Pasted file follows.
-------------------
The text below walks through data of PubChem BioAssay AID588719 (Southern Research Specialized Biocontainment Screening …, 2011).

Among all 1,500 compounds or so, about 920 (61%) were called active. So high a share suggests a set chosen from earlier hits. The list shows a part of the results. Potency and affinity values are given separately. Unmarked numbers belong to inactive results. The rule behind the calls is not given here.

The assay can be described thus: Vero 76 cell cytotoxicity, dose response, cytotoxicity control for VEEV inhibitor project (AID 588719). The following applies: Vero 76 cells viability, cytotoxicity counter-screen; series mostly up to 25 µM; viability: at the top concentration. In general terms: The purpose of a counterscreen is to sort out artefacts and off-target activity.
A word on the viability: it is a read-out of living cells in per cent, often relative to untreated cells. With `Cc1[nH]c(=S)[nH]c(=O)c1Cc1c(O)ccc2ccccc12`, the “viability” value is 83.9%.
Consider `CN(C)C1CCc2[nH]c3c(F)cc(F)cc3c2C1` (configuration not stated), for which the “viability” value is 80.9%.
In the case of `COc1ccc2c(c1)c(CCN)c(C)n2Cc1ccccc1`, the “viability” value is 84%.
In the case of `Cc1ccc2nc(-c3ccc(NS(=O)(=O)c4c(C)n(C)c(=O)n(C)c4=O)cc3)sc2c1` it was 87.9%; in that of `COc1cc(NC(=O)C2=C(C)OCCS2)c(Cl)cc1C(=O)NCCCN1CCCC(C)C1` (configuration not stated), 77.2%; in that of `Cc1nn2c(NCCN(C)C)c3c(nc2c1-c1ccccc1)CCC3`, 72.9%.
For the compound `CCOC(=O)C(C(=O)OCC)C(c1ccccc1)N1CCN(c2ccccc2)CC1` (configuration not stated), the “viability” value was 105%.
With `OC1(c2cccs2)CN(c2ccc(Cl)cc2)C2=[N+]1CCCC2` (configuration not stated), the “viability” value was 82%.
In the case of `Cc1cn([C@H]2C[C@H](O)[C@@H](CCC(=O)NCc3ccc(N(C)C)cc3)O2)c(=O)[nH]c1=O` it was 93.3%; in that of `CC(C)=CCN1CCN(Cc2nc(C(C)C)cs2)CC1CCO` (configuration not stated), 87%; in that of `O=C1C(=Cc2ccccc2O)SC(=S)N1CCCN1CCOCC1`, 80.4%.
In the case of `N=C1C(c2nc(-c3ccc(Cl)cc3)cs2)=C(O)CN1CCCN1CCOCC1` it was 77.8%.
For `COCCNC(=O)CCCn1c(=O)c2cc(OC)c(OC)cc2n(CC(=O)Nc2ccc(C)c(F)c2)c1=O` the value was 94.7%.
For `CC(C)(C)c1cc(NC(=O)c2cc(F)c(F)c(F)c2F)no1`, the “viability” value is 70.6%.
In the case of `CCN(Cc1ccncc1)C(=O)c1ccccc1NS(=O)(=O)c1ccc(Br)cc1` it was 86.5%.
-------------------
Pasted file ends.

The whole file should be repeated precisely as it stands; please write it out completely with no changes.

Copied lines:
The text below walks through data of PubChem BioAssay AID588719 (Southern Research Specialized Biocontainment Screening …, 2011).

Among all 1,500 compounds or so, about 920 (61%) were called active. So high a share suggests a set chosen from earlier hits. The list shows a part of the results. Potency and affinity values are given separately. Unmarked numbers belong to inactive results. The rule behind the calls is not given here.

The assay can be described thus: Vero 76 cell cytotoxicity, dose response, cytotoxicity control for VEEV inhibitor project (AID 588719). The following applies: Vero 76 cells viability, cytotoxicity counter-screen; series mostly up to 25 µM; viability: at the top concentration. In general terms: The purpose of a counterscreen is to sort out artefacts and off-target activity.
A word on the viability: it is a read-out of living cells in per cent, often relative to untreated cells. With `Cc1[nH]c(=S)[nH]c(=O)c1Cc1c(O)ccc2ccccc12`, the “viability” value is 83.9%.
Consider `CN(C)C1CCc2[nH]c3c(F)cc(F)cc3c2C1` (configuration not stated), for which the “viability” value is 80.9%.
In the case of `COc1ccc2c(c1)c(CCN)c(C)n2Cc1ccccc1`, the “viability” value is 84%.
In the case of `Cc1ccc2nc(-c3ccc(NS(=O)(=O)c4c(C)n(C)c(=O)n(C)c4=O)cc3)sc2c1` it was 87.9%; in that of `COc1cc(NC(=O)C2=C(C)OCCS2)c(Cl)cc1C(=O)NCCCN1CCCC(C)C1` (configuration not stated), 77.2%; in that of `Cc1nn2c(NCCN(C)C)c3c(nc2c1-c1ccccc1)CCC3`, 72.9%.
For the compound `CCOC(=O)C(C(=O)OCC)C(c1ccccc1)N1CCN(c2ccccc2)CC1` (configuration not stated), the “viability” value was 105%.
With `OC1(c2cccs2)CN(c2ccc(Cl)cc2)C2=[N+]1CCCC2` (configuration not stated), the “viability” value was 82%.
In the case of `Cc1cn([C@H]2C[C@H](O)[C@@H](CCC(=O)NCc3ccc(N(C)C)cc3)O2)c(=O)[nH]c1=O` it was 93.3%; in that of `CC(C)=CCN1CCN(Cc2nc(C(C)C)cs2)CC1CCO` (configuration not stated), 87%; in that of `O=C1C(=Cc2ccccc2O)SC(=S)N1CCCN1CCOCC1`, 80.4%.
In the case of `N=C1C(c2nc(-c3ccc(Cl)cc3)cs2)=C(O)CN1CCCN1CCOCC1` it was 77.8%.
For `COCCNC(=O)CCCn1c(=O)c2cc(OC)c(OC)cc2n(CC(=O)Nc2ccc(C)c(F)c2)c1=O` the value was 94.7%.
For `CC(C)(C)c1cc(NC(=O)c2cc(F)c(F)c(F)c2F)no1`, the “viability” value is 70.6%.
In the case of `CCN(Cc1ccncc1)C(=O)c1ccccc1NS(=O)(=O)c1ccc(Br)cc1` it was 86.5%.